Shared learning database

Manchester Royal Infirmary, Central Manchester Foundation Trust
Published date:
February 2011

An innovative approach to dialysis delivery to enable and empower patients to perform Haemodialysis independently at home, avoiding regular visits to hospital for treatment. The model has seen phenomenal success in uptake, achieving NICE recommendations, and has been associated with improvement in patient experience and outcomes.

Does the example relate to a general implementation of all NICE guidance?
Does the example relate to a specific implementation of a specific piece of NICE guidance?


Aims and objectives

The aim was to design a home haemodialysis (HHD) program that was fit for purpose & accessible to all those patients who might benefit, in line with NICE guidance. A model of service development was based on the principles of innovation as a continuous process that was applied through regular evaluation of all the components. We hypothesized that a streamlined efficient model with targeted pathway redesign along the three pillars of choice, training and home support, using defined tools and strategies can overcome adoption barriers and improve patient experience & outcomes. We defined a high impact implementation model that required a) an environment of learning of a complex technology and b) a set of well defined program policies, innovative tools and pathway redesign strategies implemented in three steps of training, choice and support. The initiative led by the applicant was fully supported and enabled by the Clinical Director and management team and involved a number of steps of change. Our approach was that anyone who is motivated, willing to learn, wishes to be independent and has suitable living accommodation would be suitable for home haemodialysis. The objectives were to a) overcome adoption barriers and enable independent dialysis for all those who might benefit b) define a cost effective model of dialysis service delivery that combined clinical success & cost-effectiveness with a potential for wider NHS adoption.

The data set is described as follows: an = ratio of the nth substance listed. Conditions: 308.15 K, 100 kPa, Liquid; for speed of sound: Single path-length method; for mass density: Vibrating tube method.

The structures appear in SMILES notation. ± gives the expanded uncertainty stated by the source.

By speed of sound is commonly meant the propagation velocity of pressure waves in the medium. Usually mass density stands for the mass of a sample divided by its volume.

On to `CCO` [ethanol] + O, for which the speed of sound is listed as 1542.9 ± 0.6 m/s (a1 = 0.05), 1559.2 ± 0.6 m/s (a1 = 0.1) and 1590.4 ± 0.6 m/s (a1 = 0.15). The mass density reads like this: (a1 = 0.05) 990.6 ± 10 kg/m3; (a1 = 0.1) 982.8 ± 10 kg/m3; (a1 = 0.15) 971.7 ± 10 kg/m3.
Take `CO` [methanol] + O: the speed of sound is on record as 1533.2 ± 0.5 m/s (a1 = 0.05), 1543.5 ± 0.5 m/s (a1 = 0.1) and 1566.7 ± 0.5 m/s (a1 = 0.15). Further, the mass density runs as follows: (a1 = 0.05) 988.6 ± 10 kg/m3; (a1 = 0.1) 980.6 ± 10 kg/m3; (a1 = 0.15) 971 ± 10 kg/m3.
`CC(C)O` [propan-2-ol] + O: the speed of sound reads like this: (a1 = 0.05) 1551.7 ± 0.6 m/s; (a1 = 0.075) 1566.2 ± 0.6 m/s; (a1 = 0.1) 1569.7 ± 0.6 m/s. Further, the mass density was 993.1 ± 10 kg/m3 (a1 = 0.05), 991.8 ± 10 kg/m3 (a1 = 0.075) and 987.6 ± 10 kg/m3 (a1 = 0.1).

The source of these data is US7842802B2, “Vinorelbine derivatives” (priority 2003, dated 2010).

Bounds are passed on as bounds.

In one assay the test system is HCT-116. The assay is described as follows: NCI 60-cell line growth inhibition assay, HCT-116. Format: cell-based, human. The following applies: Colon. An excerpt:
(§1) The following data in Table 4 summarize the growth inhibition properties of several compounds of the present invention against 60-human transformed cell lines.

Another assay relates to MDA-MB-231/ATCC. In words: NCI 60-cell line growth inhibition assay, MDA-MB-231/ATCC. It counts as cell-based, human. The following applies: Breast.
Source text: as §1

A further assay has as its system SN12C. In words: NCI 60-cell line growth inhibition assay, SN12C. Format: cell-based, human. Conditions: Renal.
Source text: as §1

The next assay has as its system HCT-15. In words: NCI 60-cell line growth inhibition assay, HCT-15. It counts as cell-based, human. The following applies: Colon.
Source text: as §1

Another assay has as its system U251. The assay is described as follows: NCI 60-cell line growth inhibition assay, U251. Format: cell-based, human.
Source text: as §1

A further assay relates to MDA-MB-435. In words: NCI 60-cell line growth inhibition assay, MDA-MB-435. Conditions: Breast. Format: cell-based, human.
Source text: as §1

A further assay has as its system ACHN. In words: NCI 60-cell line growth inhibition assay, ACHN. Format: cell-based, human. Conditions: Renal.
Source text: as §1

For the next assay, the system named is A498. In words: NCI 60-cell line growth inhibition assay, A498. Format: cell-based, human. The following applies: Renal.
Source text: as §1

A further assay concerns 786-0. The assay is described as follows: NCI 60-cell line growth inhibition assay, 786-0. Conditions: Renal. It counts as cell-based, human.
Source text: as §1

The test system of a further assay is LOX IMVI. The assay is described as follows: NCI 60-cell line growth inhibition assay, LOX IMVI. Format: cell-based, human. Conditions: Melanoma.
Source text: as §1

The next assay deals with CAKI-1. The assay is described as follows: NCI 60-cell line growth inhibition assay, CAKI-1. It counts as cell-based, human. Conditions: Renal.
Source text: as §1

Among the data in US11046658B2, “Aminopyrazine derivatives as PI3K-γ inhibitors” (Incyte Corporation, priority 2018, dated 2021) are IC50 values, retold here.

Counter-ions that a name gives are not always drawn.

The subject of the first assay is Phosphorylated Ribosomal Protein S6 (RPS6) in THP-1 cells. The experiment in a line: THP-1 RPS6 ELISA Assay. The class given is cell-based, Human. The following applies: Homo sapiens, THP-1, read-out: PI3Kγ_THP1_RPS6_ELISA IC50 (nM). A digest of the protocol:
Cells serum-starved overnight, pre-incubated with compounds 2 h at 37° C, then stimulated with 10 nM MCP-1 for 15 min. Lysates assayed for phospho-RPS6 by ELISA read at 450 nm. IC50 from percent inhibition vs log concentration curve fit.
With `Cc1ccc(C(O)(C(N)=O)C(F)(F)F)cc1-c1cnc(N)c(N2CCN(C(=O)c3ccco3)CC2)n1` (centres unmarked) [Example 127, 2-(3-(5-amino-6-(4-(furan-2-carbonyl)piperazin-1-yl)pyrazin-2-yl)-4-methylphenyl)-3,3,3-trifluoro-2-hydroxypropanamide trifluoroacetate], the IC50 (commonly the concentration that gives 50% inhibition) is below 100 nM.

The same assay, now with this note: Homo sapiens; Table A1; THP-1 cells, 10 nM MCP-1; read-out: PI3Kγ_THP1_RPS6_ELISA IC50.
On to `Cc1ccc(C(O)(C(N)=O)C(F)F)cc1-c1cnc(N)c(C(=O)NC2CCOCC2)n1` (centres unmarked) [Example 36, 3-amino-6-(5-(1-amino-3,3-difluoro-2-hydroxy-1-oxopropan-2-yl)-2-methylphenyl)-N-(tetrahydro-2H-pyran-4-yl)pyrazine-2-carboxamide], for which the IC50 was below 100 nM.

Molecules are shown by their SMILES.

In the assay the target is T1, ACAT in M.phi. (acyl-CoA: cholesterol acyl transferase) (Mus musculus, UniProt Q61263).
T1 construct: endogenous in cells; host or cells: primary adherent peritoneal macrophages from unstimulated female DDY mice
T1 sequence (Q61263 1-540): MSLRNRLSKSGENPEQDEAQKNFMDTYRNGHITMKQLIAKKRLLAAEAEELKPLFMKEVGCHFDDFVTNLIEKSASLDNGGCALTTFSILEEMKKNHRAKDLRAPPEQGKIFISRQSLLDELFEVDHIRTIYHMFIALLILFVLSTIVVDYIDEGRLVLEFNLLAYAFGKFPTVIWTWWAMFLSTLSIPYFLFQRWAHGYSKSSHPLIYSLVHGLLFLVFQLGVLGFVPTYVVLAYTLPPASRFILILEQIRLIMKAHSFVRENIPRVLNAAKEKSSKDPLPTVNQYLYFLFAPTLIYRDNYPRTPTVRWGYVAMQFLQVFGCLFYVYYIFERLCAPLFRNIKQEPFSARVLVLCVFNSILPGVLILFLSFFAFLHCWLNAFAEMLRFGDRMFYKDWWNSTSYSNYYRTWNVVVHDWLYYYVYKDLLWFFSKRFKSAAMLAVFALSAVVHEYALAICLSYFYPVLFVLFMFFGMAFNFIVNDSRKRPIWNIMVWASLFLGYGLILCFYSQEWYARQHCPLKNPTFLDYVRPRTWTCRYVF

Reasons for implementing your project

Despite technical improvements, patient outcomes on hospital haemodialysis remain poor with respect to quality of life (QoL), morbidity and mortality. Adjusted mortality on conventional dialysis is worse than most cancers with 5 year survival less than 50%. Current treatment is expensive with poor QoL (job loss, in-centre visits 3 days per week, dietary/fluid restriction & constant tiredness). The benefits of Frequent Haemodialysis, ideally performed at home, were clear and now shown in many clinical studies (14). Despite the guidance in 2002, the prevalence of HHD had not changed and UK Renal Registry report 2008 showed no change in overall prevalence in this modality in renal units since 2002. (7) With a rising incidence of Chronic kidney disease in the region, there was unmet need for dialysis provision in Manchester in 2004. Most home dialysis programs in the UK offering home haemodialysis had failed to sustain in the 1990s. Manchester's historical Home dialysis program in the 1970s and 80s saw a rapid fall in patient numbers at home, with a hospital closure in 2000. By 2004, PD program had steadily diminished in size although still substantial (140pts), but only 11 patients were on HHD. The Greater Manchester Renal Network (East Sector) serves a population density of 1.5 million with a multicultural, multiethnic population base. These provided new challenges to introducing self care HHD as cultural, social and educational background are potentially significant barriers to self learning. The Home HD prevalence in the North West had varied between 0-5% of all dialysis patients. (10) The emerging data on the inadequacies of standard hospital dialysis, the NICE recommendations & Renal NSF I advocating greater patient choice provided the impetus to a committed clinical team to embark on a more innovative approach to dialysis provision, the NICE way.